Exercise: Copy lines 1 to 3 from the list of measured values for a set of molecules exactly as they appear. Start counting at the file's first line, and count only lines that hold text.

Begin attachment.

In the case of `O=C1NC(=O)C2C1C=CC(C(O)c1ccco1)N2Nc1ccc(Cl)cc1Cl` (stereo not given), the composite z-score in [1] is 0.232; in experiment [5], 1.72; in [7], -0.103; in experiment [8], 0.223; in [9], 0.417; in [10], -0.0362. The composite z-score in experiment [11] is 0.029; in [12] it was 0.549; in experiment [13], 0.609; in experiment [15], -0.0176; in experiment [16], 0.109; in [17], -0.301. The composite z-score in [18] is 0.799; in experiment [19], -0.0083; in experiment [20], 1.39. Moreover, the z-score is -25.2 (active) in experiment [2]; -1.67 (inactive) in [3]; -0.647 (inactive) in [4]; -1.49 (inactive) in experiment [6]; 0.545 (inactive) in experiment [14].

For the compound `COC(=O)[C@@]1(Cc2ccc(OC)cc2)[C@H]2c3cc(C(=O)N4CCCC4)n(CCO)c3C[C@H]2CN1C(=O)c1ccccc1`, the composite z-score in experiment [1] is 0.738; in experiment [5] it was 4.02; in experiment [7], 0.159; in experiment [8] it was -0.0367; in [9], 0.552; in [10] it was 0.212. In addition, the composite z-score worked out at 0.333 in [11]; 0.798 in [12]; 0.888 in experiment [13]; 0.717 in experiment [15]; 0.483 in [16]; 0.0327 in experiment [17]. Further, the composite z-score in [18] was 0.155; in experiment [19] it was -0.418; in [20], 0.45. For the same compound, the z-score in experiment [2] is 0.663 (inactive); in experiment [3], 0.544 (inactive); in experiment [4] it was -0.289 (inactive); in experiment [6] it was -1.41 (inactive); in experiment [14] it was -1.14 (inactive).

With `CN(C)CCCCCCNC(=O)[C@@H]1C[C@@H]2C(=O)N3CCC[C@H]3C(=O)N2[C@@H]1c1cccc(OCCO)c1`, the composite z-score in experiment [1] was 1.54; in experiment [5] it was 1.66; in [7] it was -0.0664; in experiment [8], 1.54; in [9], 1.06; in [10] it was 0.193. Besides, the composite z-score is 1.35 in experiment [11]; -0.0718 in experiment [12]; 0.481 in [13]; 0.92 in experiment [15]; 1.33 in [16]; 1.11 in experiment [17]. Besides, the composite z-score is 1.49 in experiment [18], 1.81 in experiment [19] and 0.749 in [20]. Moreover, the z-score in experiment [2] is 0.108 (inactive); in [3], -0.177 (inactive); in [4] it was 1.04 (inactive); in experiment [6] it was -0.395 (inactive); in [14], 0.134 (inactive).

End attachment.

In the case of `O=C1NC(=O)C2C1C=CC(C(O)c1ccco1)N2Nc1ccc(Cl)cc1Cl` (stereo not given), the composite z-score in [1] is 0.232; in experiment [5], 1.72; in [7], -0.103; in experiment [8], 0.223; in [9], 0.417; in [10], -0.0362. The composite z-score in experiment [11] is 0.029; in [12] it was 0.549; in experiment [13], 0.609; in experiment [15], -0.0176; in experiment [16], 0.109; in [17], -0.301. The composite z-score in [18] is 0.799; in experiment [19], -0.0083; in experiment [20], 1.39. Moreover, the z-score is -25.2 (active) in experiment [2]; -1.67 (inactive) in [3]; -0.647 (inactive) in [4]; -1.49 (inactive) in experiment [6]; 0.545 (inactive) in experiment [14].

For the compound `COC(=O)[C@@]1(Cc2ccc(OC)cc2)[C@H]2c3cc(C(=O)N4CCCC4)n(CCO)c3C[C@H]2CN1C(=O)c1ccccc1`, the composite z-score in experiment [1] is 0.738; in experiment [5] it was 4.02; in experiment [7], 0.159; in experiment [8] it was -0.0367; in [9], 0.552; in [10] it was 0.212. In addition, the composite z-score worked out at 0.333 in [11]; 0.798 in [12]; 0.888 in experiment [13]; 0.717 in experiment [15]; 0.483 in [16]; 0.0327 in experiment [17]. Further, the composite z-score in [18] was 0.155; in experiment [19] it was -0.418; in [20], 0.45. For the same compound, the z-score in experiment [2] is 0.663 (inactive); in experiment [3], 0.544 (inactive); in experiment [4] it was -0.289 (inactive); in experiment [6] it was -1.41 (inactive); in experiment [14] it was -1.14 (inactive).

With `CN(C)CCCCCCNC(=O)[C@@H]1C[C@@H]2C(=O)N3CCC[C@H]3C(=O)N2[C@@H]1c1cccc(OCCO)c1`, the composite z-score in experiment [1] was 1.54; in experiment [5] it was 1.66; in [7] it was -0.0664; in experiment [8], 1.54; in [9], 1.06; in [10] it was 0.193. Besides, the composite z-score is 1.35 in experiment [11]; -0.0718 in experiment [12]; 0.481 in [13]; 0.92 in experiment [15]; 1.33 in [16]; 1.11 in experiment [17]. Besides, the composite z-score is 1.49 in experiment [18], 1.81 in experiment [19] and 0.749 in [20]. Moreover, the z-score in experiment [2] is 0.108 (inactive); in [3], -0.177 (inactive); in [4] it was 1.04 (inactive); in experiment [6] it was -0.395 (inactive); in [14], 0.134 (inactive).